WBEZ reporter María Inés Zamudio wins 2020 Cecilia Vaisman Award for Multimedia Reporters


Graphic by Angeli Mittal

WBEZ reporter María Inés Zamudio received the 2020 Cecilia Vaisman Award for Multimedia Reporters in recognition of her reporting on Hispanic and Latinx communities.

William Clark, Reporter

WBEZ reporter María Inés Zamudio was recently named this year’s recipient of the Cecilia Vaisman Award for Multimedia Reporters. 

The award, gifted by the Medill School of Journalism, Media, Integrated Marketing Communications and the National Association of Hispanic Journalists, recognizes multimedia journalists who have shed light on issues affecting Hispanic and Latinx communities. Medill Dean and Prof. Charles Whitaker and Medill Prof. Mei-Ling Hopgood recognized Zamudio in a virtual ceremony Thursday. 

Zamudio reports for WBEZ’s race, class and communities team, often focusing on issues of immigration, deportation and policing. Before working at WBEZ, she worked as an investigative reporter at American Public Media, Memphis Commercial Appeal and Chicago Reporter magazine.

“María’s amazing work is certainly in the spirit of the insightful and illuminating journalism that Cecilia was so devoted to producing and teaching,” Whitaker said at the ceremony. 

Whitaker said Zamudio was selected for the award because her reporting allows listeners to better understand Latinx communities and the challenges they face.

In 2014, Zamudio and her Latino USA podcast team received a Peabody Award for their coverage of Central American migrants crossing through Mexico to reach the U.S. Zamudio’s contribution to this project focused on gender violence, discrimination and harassment women migrants faced on their journeys. 

Zamudio said her reporting draws on her own identity as a Mexican American woman who immigrated to the U.S. when she was 11 years old. She said her experience makes her conscious of the complexities of immigrant communities’ relationships with the media.

“She puts a lot of thought into her stories,” Natalie Moore, one of Zamudio’s coworkers at WBEZ, said. “She’s able to spot out stories that some of us in the newsroom wouldn’t necessarily see.”

Listeners at the ceremony asked Zamudio how she approached reporting on trauma and building trust with  communities that often feel misunderstood by the media. Zamudio said her relationship with her mother, a trauma survivor, taught her “compassion and resilience.” She said she hopes to bring understanding and empathy to the historically marginalized communities that she covers.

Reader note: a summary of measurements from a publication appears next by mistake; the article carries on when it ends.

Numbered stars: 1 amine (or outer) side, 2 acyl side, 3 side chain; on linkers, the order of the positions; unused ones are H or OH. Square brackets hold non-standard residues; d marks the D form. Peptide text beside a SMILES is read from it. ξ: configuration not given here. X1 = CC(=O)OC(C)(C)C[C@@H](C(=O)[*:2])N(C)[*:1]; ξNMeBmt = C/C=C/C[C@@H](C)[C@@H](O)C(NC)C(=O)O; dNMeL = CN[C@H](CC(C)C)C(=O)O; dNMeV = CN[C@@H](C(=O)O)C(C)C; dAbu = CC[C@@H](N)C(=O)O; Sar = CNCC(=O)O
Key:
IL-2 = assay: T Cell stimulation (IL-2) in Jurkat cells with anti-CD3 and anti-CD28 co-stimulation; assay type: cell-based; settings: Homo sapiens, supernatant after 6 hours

Audio reporting, Zamudio said, has a unique ability to capture intimate moments, which cannot be translated into print. She recalled a piece where she included a clip of a conversation between women practicing their English, imagining their futures in the U.S. and joking around on the floor of a migrant shelter. 

“It’s just this really beautiful moment that I couldn’t have done, I couldn’t have explained it, I couldn’t have conveyed the sentiment in print,” she said.

Cecilia Vaisman, the award’s namesake, had a passion for stories about Latin America and Latinx people, Zamudio said. A former Medill associate professor and NAHJ member, Vaisman helped establish a bilingual reporting and storytelling course and worked to launch the journalism residency program in Argentina.

Before her death in 2015, Vaisman worked as a journalist covering stories in the U.S. and various Latin American countries. Vaisman received two Robert F. Kennedy Journalism Awards for reporting on social justice and human rights and worked as an associate professor at Medill. Like Zamudio, Vaisman worked at WBEZ for a portion of her career.

“Getting Cecilia’s award really was… emotional for me,” Zamudio said. “I’m trying to continue the work that she had been doing for decades.”

Vaisman’s husband, Gary Marx, congratulated Zamudio at the ceremony.

“I can think of no one more worthy of this award than you,” Marx said. “Like (Cecilia), you often cover grim topics — violence, poverty, racial injustice, to name a few. But I come away as a listener thinking that this reporter believes that our very imperfect nation can and will do better, that yes, there is promise, and there is hope.”

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Twitter: @willsclark01

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